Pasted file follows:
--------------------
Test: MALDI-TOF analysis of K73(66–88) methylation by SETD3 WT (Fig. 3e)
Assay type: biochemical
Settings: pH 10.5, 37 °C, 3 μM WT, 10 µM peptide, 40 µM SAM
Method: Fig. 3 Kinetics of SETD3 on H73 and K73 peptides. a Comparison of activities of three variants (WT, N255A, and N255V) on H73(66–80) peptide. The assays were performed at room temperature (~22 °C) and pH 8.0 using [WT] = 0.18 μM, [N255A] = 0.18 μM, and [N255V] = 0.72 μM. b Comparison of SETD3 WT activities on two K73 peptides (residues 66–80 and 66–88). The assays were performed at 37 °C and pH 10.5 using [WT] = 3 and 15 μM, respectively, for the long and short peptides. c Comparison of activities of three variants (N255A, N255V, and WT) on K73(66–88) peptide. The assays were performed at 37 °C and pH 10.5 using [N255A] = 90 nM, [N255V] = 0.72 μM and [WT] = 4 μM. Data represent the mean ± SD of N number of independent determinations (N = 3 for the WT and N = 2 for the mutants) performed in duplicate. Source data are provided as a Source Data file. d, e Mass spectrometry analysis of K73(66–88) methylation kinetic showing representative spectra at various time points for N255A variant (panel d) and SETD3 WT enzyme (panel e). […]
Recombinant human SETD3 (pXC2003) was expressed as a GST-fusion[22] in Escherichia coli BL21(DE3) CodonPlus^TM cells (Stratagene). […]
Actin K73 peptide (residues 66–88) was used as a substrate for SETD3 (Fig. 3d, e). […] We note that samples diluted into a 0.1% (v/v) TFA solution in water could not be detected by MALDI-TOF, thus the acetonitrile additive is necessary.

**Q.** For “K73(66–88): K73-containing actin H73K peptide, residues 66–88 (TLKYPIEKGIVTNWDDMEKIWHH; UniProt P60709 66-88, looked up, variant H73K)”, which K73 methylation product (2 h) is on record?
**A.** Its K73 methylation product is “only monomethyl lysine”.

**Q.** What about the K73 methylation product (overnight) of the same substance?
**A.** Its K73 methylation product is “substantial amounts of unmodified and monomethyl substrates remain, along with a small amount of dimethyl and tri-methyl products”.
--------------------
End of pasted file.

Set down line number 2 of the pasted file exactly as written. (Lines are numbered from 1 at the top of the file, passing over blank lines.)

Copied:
Assay type: biochemical